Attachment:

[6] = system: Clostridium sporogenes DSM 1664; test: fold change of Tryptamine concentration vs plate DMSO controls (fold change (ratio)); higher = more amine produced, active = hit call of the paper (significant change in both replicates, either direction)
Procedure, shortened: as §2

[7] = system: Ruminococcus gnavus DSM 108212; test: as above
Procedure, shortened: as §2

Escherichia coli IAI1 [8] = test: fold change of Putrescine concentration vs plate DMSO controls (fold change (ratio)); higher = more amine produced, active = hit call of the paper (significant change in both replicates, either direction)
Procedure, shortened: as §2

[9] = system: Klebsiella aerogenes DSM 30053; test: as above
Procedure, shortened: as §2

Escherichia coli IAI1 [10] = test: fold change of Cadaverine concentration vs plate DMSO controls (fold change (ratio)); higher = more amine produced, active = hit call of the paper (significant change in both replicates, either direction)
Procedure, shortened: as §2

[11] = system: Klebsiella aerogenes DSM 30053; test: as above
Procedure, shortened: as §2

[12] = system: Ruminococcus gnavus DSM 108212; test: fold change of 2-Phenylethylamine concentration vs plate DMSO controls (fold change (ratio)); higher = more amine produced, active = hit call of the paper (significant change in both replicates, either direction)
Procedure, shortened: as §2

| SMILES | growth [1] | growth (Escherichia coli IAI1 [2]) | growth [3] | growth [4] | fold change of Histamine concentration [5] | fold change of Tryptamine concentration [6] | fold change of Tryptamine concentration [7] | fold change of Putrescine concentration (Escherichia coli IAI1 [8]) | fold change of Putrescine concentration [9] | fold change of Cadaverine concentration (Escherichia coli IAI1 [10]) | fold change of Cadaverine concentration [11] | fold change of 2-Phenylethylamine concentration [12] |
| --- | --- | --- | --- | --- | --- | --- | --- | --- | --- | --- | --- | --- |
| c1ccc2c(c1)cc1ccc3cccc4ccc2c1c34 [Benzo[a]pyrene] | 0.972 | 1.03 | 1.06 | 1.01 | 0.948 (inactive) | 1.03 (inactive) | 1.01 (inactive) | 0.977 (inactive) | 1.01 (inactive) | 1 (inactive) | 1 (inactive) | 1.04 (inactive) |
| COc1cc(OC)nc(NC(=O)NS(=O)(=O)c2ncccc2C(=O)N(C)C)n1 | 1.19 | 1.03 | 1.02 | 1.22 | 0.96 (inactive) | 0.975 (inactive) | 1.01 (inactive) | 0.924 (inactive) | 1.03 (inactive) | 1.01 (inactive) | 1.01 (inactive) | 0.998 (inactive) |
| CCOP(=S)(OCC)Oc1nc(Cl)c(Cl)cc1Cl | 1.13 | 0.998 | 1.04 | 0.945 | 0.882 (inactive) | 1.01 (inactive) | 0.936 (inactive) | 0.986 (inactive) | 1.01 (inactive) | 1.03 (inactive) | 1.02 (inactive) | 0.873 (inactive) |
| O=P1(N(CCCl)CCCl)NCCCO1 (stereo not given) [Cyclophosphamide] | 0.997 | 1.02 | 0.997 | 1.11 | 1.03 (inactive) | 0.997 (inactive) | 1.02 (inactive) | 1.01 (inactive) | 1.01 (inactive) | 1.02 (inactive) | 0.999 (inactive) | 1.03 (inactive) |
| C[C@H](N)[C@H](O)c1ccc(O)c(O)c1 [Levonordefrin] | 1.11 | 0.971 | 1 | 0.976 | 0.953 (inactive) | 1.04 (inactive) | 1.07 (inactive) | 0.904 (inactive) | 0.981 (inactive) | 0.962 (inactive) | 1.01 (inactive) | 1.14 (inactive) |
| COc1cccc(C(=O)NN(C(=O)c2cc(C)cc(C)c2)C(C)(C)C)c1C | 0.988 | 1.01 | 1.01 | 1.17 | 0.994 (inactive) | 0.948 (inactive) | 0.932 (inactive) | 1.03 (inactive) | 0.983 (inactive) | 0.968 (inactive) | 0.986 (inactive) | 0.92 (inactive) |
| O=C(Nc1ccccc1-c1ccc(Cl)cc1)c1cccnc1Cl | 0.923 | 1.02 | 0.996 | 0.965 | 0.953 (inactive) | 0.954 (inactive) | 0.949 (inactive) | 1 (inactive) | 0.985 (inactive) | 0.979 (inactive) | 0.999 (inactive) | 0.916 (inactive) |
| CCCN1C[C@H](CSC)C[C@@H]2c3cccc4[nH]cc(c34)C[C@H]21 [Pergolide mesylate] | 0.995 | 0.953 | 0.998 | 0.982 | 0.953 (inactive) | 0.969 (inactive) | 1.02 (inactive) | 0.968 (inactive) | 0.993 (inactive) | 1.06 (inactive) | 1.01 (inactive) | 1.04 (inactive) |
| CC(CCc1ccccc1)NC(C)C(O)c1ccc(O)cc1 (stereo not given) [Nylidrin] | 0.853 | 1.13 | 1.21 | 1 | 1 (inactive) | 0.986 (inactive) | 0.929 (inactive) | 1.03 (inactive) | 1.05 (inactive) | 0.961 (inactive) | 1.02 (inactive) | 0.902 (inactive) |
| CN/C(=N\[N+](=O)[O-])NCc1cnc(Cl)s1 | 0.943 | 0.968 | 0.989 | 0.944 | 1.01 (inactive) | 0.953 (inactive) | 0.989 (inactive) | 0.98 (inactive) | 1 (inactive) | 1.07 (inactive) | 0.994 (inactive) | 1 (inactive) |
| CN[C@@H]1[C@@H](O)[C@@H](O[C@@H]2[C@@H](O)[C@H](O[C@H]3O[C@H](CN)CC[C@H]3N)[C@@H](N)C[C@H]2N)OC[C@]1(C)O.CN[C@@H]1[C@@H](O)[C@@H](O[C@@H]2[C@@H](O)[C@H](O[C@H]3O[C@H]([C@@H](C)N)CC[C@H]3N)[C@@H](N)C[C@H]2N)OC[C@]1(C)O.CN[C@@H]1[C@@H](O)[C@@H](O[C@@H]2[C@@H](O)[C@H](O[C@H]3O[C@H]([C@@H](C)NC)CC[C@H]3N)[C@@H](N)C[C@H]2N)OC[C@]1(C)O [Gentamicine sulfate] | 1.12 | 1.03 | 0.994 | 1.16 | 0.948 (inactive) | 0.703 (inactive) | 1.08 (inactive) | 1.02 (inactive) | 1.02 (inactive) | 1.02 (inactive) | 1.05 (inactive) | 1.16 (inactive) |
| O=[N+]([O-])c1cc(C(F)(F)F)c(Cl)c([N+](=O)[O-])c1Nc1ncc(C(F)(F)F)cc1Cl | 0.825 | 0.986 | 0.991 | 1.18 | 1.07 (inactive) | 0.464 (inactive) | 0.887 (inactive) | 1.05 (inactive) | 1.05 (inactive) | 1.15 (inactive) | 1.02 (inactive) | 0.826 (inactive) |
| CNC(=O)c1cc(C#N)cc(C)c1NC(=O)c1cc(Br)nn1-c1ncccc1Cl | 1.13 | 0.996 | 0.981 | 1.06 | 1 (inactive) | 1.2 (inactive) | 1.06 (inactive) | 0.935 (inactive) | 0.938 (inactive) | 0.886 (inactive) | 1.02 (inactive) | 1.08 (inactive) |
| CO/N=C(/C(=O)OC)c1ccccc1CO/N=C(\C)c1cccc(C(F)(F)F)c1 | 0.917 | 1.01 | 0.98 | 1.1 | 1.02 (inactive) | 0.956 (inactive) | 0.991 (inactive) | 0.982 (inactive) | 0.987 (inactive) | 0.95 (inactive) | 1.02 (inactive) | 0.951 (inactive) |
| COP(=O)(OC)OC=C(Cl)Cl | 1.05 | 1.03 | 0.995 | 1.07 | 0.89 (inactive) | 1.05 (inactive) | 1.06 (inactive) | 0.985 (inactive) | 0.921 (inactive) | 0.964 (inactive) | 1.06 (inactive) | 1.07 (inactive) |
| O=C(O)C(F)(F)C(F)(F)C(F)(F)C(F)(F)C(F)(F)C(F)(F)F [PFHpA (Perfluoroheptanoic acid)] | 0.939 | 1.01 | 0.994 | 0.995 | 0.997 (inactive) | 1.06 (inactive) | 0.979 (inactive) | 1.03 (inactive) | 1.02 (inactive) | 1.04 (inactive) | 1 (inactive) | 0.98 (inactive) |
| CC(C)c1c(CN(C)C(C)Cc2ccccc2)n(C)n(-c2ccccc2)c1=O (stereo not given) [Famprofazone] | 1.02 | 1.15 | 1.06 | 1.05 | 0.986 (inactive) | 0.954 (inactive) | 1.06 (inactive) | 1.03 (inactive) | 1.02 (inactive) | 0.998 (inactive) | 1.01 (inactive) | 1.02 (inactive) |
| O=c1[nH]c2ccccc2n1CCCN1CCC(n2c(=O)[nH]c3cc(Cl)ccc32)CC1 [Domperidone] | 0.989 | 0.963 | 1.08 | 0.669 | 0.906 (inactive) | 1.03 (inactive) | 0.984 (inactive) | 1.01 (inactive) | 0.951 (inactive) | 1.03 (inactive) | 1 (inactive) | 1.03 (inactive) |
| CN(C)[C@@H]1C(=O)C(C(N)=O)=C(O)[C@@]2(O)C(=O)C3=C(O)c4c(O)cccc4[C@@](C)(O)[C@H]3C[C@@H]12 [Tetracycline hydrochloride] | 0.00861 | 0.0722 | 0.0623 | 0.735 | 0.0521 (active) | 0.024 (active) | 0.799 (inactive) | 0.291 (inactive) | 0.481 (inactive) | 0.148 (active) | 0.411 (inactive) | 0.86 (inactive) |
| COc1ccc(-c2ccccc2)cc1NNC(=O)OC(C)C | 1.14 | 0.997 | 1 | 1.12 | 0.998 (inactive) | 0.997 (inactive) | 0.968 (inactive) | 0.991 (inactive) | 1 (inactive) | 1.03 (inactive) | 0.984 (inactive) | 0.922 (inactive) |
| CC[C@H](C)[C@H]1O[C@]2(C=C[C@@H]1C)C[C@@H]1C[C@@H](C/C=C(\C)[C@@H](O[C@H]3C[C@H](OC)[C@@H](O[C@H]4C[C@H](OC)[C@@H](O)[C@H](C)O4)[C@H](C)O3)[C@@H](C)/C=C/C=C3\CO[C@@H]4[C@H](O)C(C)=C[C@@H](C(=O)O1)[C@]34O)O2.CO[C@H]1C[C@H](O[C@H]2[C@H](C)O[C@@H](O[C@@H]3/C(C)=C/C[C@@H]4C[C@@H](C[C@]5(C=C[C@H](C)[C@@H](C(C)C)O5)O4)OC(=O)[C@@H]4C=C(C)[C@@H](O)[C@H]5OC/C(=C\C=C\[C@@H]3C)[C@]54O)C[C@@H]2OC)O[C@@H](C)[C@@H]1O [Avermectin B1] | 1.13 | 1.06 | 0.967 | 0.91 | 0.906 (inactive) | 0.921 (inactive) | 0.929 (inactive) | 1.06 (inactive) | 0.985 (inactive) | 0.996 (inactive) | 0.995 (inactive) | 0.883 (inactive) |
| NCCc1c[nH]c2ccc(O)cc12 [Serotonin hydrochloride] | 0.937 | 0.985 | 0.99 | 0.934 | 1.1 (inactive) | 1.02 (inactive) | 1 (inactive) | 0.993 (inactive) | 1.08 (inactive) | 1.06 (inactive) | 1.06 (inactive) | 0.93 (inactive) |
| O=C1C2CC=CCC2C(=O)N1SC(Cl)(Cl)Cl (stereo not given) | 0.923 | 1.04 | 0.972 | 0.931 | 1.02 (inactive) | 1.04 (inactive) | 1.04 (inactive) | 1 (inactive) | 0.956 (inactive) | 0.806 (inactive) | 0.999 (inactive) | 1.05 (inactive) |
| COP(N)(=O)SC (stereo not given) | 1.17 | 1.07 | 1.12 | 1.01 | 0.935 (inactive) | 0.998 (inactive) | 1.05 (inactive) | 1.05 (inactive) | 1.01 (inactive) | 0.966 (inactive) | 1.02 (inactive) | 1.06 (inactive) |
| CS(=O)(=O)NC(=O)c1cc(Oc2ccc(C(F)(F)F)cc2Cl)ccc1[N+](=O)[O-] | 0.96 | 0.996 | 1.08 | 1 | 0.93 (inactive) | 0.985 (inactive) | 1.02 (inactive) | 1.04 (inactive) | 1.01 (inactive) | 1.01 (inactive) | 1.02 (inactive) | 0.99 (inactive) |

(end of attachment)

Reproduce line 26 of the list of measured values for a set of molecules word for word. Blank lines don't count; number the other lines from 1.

| CN/C(=N\[N+](=O)[O-])NCc1cnc(Cl)s1 | 0.943 | 0.968 | 0.989 | 0.944 | 1.01 (inactive) | 0.953 (inactive) | 0.989 (inactive) | 0.98 (inactive) | 1 (inactive) | 1.07 (inactive) | 0.994 (inactive) | 1 (inactive) |